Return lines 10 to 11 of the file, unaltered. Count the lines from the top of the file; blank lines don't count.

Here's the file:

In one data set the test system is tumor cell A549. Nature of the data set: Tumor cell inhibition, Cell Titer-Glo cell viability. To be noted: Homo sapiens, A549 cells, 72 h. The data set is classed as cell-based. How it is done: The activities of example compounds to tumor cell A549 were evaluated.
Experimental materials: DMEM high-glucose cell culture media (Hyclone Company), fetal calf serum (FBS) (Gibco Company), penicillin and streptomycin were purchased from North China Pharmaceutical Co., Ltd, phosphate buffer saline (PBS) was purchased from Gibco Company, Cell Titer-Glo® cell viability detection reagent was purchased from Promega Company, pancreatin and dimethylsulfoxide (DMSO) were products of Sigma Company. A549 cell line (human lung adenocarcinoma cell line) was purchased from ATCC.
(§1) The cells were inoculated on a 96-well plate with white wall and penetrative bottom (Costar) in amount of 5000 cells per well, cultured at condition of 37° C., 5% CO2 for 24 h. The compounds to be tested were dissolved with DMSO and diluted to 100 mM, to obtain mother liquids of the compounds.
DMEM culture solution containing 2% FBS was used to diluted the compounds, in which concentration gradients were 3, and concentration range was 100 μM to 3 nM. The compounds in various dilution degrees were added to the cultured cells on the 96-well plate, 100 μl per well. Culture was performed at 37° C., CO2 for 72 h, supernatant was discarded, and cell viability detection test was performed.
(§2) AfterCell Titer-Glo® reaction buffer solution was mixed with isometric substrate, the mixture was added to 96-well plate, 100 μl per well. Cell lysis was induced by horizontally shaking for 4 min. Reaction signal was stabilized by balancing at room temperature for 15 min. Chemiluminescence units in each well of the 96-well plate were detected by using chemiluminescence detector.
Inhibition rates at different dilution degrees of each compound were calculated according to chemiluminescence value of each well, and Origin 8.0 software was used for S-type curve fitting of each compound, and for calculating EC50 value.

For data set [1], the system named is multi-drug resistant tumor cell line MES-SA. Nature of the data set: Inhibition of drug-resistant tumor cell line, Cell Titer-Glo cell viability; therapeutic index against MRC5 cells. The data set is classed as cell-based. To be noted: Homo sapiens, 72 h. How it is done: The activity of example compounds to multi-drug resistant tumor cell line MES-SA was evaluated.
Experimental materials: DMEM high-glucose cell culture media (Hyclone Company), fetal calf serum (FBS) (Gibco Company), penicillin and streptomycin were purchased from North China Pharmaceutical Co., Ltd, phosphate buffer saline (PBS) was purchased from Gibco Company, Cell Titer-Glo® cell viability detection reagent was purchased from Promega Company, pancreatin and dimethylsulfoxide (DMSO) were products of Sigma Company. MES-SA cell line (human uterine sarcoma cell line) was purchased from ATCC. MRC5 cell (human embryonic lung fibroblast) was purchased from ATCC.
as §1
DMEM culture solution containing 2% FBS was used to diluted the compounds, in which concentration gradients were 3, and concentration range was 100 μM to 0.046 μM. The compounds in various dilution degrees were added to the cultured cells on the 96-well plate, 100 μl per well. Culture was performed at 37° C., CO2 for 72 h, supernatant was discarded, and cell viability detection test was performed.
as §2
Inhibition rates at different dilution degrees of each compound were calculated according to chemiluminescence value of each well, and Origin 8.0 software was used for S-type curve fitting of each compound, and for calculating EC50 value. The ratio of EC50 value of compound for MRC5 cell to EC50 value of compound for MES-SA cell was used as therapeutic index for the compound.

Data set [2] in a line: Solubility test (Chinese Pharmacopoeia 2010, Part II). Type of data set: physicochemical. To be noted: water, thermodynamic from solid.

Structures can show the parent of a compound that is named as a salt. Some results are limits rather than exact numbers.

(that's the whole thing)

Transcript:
DMEM culture solution containing 2% FBS was used to diluted the compounds, in which concentration gradients were 3, and concentration range was 100 μM to 0.046 μM. The compounds in various dilution degrees were added to the cultured cells on the 96-well plate, 100 μl per well. Culture was performed at 37° C., CO2 for 72 h, supernatant was discarded, and cell viability detection test was performed.
as §2